In his research at Bell Labs, Paik produced videos, graphics, computer punch cards, negatives and continuous feed printouts, all compiled from the FORTRAN programming language. Three distinct programs leading to computer-generated media reveal his work with both moving and static images. Digital Experiment at Bell Labs is a starkly minimal video recording of the computer screen, marking a gesture toward the origins of computer imaging. A second piece is Confused Rain (1967), a computer generated print that results from randomly placed letters spelling out C O N F U S E, suggesting a "mix of real rain and simulated rain in the computer." The third complete work is ETUDE, a previously unknown computer composition from 1968. In ETUDE, Paik wrote a computer program to create four concentric, intersecting circles displaying the somewhat irreverent text LOVE HATE GOD DOG, each repeating word composing its own diameter. These are sophisticated programs by Paik, and such prominent use of type, text and lettering in his explorations is significant. It relates not only to Paik's experience scripting Fluxus performances or the work of his contemporaries John Cage, Yoko Ono and Ray Johnson, it corresponds with his want of a poetic alternative to the ordered structure of the programming language itself. Such emotional binaries as "love" and "hate," or disparate phonetic games like "god" and "dog," while certainly Fluxus absurdities, also input a human-ness to the machine. It whimsically described Paik's relationship to the world around him in 1968 —in human readable terms— and invoked the symbolic codes invested in these novel, man made machines.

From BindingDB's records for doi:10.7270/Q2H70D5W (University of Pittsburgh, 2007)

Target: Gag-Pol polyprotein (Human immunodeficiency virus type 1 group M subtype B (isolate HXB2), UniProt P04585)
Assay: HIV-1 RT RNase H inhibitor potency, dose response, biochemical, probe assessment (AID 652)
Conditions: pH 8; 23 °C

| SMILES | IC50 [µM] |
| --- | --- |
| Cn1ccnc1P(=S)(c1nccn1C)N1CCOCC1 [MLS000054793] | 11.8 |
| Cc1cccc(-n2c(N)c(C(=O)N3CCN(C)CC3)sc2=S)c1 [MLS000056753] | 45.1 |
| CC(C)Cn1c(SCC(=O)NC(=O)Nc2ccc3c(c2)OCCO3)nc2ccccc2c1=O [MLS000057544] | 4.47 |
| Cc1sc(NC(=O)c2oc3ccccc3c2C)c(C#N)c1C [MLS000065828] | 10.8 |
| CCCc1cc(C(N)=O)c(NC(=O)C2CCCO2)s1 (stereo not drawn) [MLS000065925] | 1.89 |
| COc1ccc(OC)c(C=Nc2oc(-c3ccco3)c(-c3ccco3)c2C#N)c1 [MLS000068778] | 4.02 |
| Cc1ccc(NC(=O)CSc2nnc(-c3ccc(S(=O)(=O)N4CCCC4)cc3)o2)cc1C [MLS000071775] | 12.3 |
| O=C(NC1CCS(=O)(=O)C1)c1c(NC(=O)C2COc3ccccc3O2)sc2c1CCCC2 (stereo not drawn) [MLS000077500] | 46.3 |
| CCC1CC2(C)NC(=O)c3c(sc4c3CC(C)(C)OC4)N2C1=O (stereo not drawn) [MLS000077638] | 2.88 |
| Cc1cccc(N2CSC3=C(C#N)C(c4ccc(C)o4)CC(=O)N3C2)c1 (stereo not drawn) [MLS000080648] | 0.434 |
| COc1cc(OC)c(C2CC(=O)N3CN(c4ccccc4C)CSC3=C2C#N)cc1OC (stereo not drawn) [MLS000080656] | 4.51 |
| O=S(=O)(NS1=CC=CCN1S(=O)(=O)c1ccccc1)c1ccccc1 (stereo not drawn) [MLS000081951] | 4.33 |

While in residence at Bell Labs, Paik wrote in a letter, "it is my ambition to create the first computer-opera in music history." Though Paik would abandon his work in FORTRAN shortly after these works were realized, that ambition remains an eloquent reminder of his interests in the human nature of technology that he strived so hard to reveal. And elements of this inspiration —the coexistence of humankind with the ingenious things humans make— would remain key threads throughout his artistic practice.